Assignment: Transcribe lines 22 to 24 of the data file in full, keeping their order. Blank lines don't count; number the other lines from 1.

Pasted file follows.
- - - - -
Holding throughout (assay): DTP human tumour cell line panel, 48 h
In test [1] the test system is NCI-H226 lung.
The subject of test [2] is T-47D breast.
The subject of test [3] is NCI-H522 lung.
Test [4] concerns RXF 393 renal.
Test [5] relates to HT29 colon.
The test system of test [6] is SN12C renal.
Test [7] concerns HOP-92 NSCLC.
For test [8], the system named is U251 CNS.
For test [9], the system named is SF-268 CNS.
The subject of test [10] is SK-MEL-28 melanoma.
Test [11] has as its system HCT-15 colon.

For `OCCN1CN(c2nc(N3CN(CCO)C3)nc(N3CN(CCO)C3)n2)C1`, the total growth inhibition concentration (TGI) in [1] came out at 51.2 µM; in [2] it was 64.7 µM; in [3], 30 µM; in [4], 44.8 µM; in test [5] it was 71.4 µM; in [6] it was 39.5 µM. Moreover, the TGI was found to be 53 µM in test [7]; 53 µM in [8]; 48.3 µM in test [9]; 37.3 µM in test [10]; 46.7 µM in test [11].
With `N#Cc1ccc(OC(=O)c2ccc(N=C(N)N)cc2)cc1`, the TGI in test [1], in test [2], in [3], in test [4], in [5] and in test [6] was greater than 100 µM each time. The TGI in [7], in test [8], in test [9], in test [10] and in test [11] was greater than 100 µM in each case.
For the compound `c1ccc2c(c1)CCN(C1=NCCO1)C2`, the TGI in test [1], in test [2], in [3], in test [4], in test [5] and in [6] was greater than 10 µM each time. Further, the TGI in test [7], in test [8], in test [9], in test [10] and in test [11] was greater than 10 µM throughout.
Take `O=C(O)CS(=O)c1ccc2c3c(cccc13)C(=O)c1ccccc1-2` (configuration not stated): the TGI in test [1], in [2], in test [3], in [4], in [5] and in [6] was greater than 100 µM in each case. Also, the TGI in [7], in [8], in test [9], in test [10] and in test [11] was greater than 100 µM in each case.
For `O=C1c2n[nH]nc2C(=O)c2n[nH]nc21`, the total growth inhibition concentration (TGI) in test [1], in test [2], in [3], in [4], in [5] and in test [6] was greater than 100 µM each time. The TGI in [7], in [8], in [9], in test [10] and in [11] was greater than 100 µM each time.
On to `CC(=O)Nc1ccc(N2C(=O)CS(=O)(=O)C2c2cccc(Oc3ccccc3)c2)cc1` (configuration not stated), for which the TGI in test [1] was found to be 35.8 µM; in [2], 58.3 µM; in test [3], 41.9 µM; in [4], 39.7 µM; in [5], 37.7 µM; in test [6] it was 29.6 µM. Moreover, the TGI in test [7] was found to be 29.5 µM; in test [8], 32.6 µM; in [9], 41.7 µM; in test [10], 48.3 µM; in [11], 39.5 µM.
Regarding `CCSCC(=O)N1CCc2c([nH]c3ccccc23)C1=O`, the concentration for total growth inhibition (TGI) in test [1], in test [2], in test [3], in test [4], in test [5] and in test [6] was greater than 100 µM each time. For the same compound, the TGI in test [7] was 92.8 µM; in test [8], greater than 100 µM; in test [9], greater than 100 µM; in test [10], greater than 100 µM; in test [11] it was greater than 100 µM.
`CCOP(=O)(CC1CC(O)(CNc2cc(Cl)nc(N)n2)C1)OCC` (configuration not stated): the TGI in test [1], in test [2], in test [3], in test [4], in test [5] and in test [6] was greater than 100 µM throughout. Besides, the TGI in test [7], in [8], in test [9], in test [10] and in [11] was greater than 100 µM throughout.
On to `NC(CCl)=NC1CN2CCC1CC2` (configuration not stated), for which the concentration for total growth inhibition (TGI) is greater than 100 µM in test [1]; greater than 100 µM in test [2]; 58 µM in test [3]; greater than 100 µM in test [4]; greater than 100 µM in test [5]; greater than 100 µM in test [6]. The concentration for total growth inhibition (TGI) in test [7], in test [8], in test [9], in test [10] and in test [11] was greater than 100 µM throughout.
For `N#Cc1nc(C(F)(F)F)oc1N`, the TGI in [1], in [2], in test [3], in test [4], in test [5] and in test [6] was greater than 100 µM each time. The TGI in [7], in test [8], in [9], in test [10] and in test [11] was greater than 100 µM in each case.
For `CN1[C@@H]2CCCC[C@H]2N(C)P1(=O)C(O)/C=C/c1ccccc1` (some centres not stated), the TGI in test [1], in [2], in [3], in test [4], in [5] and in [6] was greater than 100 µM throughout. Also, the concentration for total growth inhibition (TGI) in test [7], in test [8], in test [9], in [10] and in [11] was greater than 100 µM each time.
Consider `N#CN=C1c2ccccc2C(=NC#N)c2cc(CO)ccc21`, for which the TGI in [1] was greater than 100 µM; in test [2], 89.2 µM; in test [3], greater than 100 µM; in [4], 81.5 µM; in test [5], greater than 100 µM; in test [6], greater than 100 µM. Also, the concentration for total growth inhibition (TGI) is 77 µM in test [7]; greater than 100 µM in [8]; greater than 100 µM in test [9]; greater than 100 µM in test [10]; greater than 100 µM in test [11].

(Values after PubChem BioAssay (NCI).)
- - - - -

For `N#Cc1nc(C(F)(F)F)oc1N`, the TGI in [1], in [2], in test [3], in test [4], in test [5] and in test [6] was greater than 100 µM each time. The TGI in [7], in test [8], in [9], in test [10] and in test [11] was greater than 100 µM in each case.
For `CN1[C@@H]2CCCC[C@H]2N(C)P1(=O)C(O)/C=C/c1ccccc1` (some centres not stated), the TGI in test [1], in [2], in [3], in test [4], in [5] and in [6] was greater than 100 µM throughout. Also, the concentration for total growth inhibition (TGI) in test [7], in test [8], in test [9], in [10] and in [11] was greater than 100 µM each time.
Consider `N#CN=C1c2ccccc2C(=NC#N)c2cc(CO)ccc21`, for which the TGI in [1] was greater than 100 µM; in test [2], 89.2 µM; in test [3], greater than 100 µM; in [4], 81.5 µM; in test [5], greater than 100 µM; in test [6], greater than 100 µM. Also, the concentration for total growth inhibition (TGI) is 77 µM in test [7]; greater than 100 µM in [8]; greater than 100 µM in test [9]; greater than 100 µM in test [10]; greater than 100 µM in test [11].